II. Early-Church Premillennialism

Characteristics of  Early-Church Premillennialism.—Premillennialism was strong in the early Christian church. The believers looked for a breakup of the Roman Empire and the coming of a malign antichrist who would persecute the saints for three years and a half, followed by the personal advent of Christ. They expected a literal first resurrection at the advent, and the setting up of a thousand-year kingdom of the saints reigning with Christ. Then at the end of the millennium, the second resurrection, the final judgment, and the retribution of the wicked would take place, they believed, followed by the eternal reward of the righteous in the new heavens and new earth. This belief they based on the New Testament prophecies, together with the historical prophecies of Daniel, in which they found themselves under the fourth kingdom. They expected the further unfolding of these events in history soon after their day, for they looked for the second advent shortly. (Early-century churchmen had,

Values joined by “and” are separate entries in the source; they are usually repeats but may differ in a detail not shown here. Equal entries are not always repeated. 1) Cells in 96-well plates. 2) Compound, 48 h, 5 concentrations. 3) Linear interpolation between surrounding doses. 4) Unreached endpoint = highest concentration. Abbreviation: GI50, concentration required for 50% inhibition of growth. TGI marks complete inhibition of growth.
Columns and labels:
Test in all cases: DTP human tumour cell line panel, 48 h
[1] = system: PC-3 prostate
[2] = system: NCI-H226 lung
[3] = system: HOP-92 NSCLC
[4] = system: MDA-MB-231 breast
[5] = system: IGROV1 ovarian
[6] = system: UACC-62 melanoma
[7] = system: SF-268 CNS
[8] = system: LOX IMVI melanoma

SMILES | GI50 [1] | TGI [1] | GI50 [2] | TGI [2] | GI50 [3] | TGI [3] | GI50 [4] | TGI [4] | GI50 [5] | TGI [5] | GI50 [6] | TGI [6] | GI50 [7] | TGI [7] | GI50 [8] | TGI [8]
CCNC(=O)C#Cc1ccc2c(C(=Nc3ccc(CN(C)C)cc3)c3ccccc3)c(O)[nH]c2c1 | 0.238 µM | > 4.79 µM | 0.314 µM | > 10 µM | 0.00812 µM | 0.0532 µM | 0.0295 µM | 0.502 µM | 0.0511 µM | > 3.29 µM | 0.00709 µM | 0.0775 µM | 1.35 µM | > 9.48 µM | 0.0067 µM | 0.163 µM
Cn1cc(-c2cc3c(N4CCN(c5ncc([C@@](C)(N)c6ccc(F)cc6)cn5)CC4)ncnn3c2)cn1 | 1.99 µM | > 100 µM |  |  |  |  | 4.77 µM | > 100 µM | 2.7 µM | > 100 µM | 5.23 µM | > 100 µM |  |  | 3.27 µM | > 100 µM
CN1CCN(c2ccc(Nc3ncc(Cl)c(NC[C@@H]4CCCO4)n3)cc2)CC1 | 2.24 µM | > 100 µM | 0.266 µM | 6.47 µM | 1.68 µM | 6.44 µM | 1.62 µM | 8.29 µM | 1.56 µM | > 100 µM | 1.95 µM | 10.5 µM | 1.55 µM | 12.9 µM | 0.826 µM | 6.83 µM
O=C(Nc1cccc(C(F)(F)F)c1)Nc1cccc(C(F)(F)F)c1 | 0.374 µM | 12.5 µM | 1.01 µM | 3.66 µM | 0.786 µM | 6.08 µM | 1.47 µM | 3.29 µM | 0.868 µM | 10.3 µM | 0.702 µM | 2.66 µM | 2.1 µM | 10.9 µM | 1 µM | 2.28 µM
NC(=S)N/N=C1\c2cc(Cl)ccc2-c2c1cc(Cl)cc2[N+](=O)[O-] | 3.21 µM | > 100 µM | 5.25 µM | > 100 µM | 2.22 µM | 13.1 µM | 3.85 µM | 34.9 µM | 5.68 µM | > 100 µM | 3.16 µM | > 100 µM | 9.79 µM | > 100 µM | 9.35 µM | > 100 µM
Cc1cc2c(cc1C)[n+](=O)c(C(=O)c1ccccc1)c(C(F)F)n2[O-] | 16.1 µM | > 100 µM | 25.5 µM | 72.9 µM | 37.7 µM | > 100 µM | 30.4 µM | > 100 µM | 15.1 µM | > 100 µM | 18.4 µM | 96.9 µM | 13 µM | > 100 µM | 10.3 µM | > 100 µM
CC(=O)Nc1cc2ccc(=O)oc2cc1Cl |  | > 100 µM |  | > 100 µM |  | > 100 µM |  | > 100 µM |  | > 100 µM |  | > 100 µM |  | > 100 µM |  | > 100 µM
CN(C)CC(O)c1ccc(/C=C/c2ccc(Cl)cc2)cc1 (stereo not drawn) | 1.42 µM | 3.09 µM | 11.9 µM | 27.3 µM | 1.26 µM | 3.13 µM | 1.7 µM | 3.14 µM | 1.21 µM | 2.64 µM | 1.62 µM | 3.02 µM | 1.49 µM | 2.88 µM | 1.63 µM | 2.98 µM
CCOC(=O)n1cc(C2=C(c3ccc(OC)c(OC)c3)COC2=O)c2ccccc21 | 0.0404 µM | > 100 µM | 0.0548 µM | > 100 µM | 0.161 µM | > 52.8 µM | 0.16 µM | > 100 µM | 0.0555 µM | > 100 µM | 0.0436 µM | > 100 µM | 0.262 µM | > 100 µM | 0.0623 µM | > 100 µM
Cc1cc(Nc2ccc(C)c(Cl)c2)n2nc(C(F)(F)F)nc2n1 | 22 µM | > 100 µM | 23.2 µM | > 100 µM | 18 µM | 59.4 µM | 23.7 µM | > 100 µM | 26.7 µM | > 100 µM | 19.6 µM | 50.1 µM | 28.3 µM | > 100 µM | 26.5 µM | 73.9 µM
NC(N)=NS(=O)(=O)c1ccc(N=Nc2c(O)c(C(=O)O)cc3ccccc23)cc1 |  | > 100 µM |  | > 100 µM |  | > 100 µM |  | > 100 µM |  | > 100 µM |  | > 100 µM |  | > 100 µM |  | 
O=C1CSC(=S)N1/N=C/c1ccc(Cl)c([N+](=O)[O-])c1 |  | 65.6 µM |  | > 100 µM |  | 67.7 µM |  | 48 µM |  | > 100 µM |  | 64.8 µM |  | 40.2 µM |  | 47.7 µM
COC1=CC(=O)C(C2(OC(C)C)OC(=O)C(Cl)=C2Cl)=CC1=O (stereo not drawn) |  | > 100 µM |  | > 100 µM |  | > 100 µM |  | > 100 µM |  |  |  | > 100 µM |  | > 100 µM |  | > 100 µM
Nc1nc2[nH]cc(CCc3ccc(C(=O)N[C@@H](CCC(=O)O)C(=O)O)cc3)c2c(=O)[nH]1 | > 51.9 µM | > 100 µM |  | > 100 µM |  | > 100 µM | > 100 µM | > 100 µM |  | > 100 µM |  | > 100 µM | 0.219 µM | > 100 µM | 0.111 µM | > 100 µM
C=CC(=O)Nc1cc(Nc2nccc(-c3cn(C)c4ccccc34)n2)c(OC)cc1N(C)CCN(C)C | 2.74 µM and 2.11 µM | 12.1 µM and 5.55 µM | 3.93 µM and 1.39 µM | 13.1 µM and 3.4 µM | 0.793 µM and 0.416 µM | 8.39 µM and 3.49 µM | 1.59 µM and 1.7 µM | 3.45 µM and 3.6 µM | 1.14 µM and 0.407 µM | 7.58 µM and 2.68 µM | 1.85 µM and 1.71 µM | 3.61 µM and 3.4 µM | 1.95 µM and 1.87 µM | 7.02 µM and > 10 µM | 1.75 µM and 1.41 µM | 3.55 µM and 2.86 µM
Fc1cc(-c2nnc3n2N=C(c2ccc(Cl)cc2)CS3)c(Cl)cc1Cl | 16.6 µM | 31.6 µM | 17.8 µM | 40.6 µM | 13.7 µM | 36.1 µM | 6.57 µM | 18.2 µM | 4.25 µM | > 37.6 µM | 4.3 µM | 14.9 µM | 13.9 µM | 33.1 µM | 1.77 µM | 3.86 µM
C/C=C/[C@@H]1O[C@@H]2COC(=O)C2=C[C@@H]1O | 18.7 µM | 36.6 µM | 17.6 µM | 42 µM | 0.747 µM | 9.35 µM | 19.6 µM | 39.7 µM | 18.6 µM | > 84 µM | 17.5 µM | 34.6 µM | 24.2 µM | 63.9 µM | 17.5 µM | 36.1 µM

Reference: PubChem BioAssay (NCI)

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of course, no idea of such a long stretch of time between the first and second advents as has now already ensued. Some looked to A.D. 500 for the end of the age.) Among the premillennialist writers were pseudo-Barnabas, Justin Martyr, Irenaeus, Montanus, Tertullian, Nepos, Commodianus, Hippolytus, Methodius, Victorinus, Lactantius, and Apollinaris.*